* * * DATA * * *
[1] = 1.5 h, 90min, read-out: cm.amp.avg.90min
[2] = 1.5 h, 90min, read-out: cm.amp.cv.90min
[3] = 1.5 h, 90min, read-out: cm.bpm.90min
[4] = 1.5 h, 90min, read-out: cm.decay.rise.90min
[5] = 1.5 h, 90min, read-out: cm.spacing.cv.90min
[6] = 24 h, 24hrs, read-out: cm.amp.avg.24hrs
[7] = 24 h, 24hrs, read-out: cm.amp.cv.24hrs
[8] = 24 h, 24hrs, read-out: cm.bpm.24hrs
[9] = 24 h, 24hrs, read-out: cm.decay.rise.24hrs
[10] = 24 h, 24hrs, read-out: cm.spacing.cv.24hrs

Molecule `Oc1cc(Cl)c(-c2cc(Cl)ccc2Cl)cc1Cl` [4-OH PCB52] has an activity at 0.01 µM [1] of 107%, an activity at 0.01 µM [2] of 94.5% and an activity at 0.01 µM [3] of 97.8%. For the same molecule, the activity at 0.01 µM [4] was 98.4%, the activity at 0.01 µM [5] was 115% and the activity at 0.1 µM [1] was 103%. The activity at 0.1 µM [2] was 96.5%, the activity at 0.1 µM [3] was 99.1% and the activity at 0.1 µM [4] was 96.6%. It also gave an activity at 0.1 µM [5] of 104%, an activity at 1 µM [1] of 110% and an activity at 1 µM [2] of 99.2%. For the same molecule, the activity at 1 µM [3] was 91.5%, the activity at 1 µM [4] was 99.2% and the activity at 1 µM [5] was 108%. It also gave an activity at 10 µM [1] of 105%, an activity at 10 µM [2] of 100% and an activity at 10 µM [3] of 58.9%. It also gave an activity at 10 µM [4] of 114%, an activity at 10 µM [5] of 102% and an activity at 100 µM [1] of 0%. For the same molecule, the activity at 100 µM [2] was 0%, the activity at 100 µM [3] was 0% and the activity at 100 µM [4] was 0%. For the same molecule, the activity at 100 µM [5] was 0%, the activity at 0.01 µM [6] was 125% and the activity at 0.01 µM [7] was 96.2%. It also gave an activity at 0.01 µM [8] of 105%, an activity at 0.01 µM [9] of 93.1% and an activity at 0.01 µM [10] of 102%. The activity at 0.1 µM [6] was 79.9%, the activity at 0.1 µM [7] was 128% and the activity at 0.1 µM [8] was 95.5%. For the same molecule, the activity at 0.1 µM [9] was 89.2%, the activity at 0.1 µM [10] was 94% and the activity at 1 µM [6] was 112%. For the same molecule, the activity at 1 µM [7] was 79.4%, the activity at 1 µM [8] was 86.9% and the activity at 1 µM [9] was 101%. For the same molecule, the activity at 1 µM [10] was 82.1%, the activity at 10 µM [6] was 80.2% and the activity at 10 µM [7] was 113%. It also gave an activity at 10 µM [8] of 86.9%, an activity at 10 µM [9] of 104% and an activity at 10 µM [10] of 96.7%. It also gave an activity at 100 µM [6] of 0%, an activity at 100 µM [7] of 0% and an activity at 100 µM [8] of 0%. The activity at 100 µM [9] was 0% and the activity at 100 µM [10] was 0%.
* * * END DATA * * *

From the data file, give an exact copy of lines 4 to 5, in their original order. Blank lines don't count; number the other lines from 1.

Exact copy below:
[4] = 1.5 h, 90min, read-out: cm.decay.rise.90min
[5] = 1.5 h, 90min, read-out: cm.spacing.cv.90min